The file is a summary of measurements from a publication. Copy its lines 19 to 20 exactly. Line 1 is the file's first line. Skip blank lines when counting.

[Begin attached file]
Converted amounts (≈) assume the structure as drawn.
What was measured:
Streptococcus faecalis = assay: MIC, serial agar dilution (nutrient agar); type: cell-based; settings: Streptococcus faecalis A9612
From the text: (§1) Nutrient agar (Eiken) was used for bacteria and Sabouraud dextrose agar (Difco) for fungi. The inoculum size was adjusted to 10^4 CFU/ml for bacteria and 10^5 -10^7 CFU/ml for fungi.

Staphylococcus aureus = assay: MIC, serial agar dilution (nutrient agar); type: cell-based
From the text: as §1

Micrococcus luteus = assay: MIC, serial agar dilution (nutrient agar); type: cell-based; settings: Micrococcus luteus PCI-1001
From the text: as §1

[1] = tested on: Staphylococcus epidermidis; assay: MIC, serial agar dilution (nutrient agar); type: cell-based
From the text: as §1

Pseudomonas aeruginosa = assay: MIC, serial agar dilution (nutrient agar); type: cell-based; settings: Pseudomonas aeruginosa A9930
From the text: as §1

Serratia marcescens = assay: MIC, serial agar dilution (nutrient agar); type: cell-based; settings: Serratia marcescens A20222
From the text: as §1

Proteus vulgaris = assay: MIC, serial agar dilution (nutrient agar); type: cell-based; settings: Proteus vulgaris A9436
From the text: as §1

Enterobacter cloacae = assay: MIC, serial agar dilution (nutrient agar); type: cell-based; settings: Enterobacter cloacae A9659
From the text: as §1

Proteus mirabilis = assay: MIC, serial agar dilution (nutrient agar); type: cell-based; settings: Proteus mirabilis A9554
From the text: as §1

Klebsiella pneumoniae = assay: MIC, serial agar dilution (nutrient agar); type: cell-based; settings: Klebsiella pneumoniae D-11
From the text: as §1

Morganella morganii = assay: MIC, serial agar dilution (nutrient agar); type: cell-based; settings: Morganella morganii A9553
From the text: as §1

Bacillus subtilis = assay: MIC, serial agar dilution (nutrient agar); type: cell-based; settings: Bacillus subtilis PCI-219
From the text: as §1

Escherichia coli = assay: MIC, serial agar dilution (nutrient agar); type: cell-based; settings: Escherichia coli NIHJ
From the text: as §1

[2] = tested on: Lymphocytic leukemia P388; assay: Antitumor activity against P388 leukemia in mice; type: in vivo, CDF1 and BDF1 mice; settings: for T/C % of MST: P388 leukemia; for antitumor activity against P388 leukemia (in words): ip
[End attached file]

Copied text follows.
Proteus mirabilis = assay: MIC, serial agar dilution (nutrient agar); type: cell-based; settings: Proteus mirabilis A9554
From the text: as §1